Cw fiction characters13


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Cw fiction characters13

  1. 1. Creating Characters Creative Writing Fiction
  2. 2. Goals for Class Today (and our next story) Analyze memorable characters in order to inform our discussion about the elements of well-developed characters Understand the basic elements of characterization Generate characters, applying understanding of the elements of characterization Write a story with well-developed characters in order to show your understanding of characterization
  3. 3. First, let’s look at things from a reader’s perspective.
  4. 4. Quick Write (Writer’s Notebook) Who are some of your favorite characters from the literature you have read? Why?
  5. 5. Now, let’s talk about what writers do. Please use your Writer’s Notebook to record new information.
  6. 6. Finding Inspiration People watch Use your journal to note observations about people in various environments. Try to capture their personality, their appearance, their actions, and their mannerisms in words. Character notebooks Character boards on Pinterest Google character profiles
  7. 7. Remember… “Your fiction can only be as successful as the characters who move it and move within it.” – Janet Burroway You want unique characters, characters your readers will remember.
  8. 8. Credibility Aim for individuality instead of typicality, but remember “appropriateness.” Keep characters consistent with their environments. A Baptist Texan behaves differently than an Italian nun. A rural schoolboy behaves differently than a Harvard professor. Remember what is appropriate for your character; a reader can only suspend their disbelief so much.
  9. 9. Characters & Plot
  10. 10. Give Characters Purpose ASK YOURSELF: Desire: what does he/she/it want? Can the reader identify with this desire? (relatable?) What parts of your character support this desire? Contrast it? What would your character be willing to do to fulfill this desire? (Plot)
  11. 11. Major elements of any character Appearance Speech Thoughts (in 1st person narratives) Actions Other characters’ interpretations
  12. 12. Intricacies that define character Age Gender Race Nationality Marital status Region Education Religion Profession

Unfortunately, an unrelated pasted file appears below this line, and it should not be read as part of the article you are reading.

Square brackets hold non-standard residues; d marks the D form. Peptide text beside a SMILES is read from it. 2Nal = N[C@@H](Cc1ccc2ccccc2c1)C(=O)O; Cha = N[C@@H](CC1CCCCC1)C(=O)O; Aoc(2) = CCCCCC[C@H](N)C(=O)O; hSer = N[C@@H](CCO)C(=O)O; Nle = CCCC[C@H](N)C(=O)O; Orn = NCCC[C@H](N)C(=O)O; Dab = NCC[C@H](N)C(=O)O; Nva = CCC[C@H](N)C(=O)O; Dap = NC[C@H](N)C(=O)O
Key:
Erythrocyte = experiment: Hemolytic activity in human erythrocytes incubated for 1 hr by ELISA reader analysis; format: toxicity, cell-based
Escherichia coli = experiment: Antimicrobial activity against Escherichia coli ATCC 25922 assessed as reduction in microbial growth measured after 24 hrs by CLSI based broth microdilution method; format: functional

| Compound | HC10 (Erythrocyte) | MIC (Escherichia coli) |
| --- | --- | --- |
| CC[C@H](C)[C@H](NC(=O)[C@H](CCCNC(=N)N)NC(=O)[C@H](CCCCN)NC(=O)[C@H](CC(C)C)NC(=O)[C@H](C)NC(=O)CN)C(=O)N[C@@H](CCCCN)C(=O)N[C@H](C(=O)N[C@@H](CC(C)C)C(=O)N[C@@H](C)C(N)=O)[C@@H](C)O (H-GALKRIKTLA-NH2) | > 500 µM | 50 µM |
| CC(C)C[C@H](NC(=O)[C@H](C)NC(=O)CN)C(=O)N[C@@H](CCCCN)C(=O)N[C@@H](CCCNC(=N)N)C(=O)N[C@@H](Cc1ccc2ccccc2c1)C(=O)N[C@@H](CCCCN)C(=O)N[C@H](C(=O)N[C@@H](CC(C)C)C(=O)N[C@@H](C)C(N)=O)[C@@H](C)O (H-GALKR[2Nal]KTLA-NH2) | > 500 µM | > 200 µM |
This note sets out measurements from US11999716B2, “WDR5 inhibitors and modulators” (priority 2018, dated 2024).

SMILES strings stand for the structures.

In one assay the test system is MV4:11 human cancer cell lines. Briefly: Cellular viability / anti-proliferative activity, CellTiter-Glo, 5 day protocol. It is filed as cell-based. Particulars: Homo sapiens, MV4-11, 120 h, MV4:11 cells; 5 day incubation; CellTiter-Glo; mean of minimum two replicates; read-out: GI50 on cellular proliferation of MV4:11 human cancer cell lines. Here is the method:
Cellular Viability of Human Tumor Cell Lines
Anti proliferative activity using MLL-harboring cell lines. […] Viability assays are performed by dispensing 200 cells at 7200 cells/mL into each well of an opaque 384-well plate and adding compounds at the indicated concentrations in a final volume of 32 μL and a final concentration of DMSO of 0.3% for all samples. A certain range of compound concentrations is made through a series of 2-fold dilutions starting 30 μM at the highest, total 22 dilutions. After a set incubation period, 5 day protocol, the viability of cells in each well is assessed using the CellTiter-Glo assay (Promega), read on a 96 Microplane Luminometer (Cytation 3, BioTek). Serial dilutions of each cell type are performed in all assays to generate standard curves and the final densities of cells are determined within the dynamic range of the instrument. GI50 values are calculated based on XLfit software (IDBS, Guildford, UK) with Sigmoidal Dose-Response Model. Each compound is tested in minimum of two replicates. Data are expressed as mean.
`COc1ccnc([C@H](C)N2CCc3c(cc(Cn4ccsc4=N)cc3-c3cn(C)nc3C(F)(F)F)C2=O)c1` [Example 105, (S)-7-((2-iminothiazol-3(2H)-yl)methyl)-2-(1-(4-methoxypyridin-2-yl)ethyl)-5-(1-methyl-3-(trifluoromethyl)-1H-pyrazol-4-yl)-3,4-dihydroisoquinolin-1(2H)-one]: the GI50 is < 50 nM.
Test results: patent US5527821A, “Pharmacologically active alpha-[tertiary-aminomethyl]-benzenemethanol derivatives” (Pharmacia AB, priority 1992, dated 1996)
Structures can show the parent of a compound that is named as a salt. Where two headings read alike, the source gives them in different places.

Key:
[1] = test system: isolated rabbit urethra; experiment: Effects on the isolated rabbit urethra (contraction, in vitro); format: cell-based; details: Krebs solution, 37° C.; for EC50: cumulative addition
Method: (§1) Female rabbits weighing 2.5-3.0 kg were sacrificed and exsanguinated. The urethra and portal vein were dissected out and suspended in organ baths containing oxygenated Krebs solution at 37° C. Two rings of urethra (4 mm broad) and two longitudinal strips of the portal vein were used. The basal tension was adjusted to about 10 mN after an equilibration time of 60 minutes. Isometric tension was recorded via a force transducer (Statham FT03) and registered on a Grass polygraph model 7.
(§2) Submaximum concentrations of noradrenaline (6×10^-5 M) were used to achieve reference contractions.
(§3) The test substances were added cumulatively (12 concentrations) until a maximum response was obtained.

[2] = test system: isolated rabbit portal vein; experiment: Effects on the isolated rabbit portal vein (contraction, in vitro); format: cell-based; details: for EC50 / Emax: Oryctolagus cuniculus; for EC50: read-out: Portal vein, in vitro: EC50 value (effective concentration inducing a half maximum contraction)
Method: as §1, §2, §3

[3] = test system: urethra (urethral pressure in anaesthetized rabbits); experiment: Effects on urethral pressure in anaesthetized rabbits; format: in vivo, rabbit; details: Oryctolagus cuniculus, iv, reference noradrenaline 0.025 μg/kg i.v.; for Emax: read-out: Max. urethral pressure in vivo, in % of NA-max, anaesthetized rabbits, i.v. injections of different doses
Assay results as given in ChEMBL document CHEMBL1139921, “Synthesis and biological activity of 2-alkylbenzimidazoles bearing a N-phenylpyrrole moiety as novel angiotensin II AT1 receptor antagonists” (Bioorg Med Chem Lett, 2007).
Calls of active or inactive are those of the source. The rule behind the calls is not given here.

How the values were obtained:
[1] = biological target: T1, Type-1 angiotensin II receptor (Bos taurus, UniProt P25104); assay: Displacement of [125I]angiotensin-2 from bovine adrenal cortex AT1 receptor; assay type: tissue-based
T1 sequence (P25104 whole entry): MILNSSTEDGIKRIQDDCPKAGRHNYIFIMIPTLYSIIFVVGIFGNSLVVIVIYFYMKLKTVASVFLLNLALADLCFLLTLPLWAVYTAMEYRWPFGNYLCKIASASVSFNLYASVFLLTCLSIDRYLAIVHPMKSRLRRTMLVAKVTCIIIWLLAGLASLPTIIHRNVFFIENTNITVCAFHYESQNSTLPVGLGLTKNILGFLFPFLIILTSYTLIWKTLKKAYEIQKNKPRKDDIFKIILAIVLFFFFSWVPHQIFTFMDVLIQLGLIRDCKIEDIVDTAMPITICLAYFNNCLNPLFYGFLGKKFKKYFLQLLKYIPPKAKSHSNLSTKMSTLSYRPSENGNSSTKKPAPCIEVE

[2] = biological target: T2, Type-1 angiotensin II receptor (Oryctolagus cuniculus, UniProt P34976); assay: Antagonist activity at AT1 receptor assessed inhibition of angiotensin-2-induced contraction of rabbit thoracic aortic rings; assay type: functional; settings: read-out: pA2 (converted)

13. 13. Playing with Intricacies
  14. 14. Defining Gender (Discussion)  What characteristics stereotypically belong to each gender?  What happens when those stereotypes are broken?
  15. 15. Individual Activity – Gender (Collected)  Please complete on a separate piece of paper.  Write for five minutes in the first person, assuming the persona of someone of the opposite gender. You may employ or ignore stereotypes-your choice.  This can be a description, narrative, or a segment of autobiography, anything in prose form.  The main point is to completely lose yourself and become another. Remember that you want your characters to be unique, believable, and relatable.  If you finish early, work on another notebook entry, or try writing a piece from your own gender.
  16. 16. Discussion How did that exercise feel? What was difficult about it? How do writers successfully write from another perspective?
  17. 17. Class Activity - Age  Make a list of some of the ways a writer can suggest a character’s approximate age. (Wrinkles and gray hair are the most obvious. Many are more subtle.)  Make the best use of your powers of observation. The more precise the detail, the more convincing it is.  For example, appearance, hobbies, they technology they use…
  18. 18. Individual Activity – Age (Collected) Using the list of details writers can use to show a character’s age, please write a paragraph describing a character. Then, others will guess the age of your character. (Child, Teenager, Middle-aged, Elderly, etc.) If you finish early, go back to your WNB.
  19. 19. Showing (not telling) Emotions & Feelings
  20. 20. Naming Characters The names you choose have a strong and subtle influence on how your readers will respond to your characters. Names you give characters should not be drawn out of a hat, but carefully tested to see if they “work.” You may have to change a character’s name several times before you get it right.
  21. 21. Individual Activity - Worksheet Name the characters on your worksheet, keeping in mind that you can plant, with a name, a clue to their role in your fiction. Don’t think too much. Trust your gut.
  22. 22. Characters & Desire: Driving Plot Story Machine Cards On the yellow cards, list labels associated with what people/characters do (jobs, activities, etc.) On the green cards, list actions characters might take. These do not have to be associated with the labels on the other cards. In fact, it would be better if they were not. It’s ok to make these mildly odd or strange.
  23. 23. Shuffle the Story Machine  Shuffle each pack of cards SEPERATELY.  Now, ask “Why did Card A do Card B?”  “Why did the fashion model pick up the paper on the driveway?”  Continue to flip cards until you find a question that’s worth answering. There are many possible pairings. Reshuffle if necessary.  The event suggested by the machine may work best at the beginning of the story, but think of what would happen if you placed it at the end or in the middle.
  24. 24. Next story challenge: Write a short story with a well-developed main character, applying the elements we’ve discussed in class today. This story should clearly show, without “telling”: Gender Age Desire **Be sure to include a name that fits the character’s actions and personality.